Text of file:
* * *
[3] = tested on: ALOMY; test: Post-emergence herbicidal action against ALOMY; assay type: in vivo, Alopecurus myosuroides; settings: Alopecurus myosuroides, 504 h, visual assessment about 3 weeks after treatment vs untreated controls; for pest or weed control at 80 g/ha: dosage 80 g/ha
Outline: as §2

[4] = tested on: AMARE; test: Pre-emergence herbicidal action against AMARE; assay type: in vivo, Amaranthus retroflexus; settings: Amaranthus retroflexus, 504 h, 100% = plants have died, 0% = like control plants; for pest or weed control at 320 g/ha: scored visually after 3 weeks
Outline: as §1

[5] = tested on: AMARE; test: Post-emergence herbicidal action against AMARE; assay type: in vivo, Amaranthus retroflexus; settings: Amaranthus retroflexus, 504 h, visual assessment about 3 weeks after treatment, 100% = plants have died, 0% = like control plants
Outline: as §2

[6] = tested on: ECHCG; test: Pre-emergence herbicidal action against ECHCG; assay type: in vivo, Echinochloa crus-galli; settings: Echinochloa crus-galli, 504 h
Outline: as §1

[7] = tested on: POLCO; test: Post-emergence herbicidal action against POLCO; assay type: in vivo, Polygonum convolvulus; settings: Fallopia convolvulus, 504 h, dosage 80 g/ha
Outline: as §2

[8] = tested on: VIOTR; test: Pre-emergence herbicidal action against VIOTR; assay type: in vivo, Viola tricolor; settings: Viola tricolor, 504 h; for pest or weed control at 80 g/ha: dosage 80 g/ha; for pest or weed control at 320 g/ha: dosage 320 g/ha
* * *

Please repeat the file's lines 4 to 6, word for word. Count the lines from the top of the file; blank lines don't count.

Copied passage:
Outline: as §1

[5] = tested on: AMARE; test: Post-emergence herbicidal action against AMARE; assay type: in vivo, Amaranthus retroflexus; settings: Amaranthus retroflexus, 504 h, visual assessment about 3 weeks after treatment, 100% = plants have died, 0% = like control plants
Outline: as §2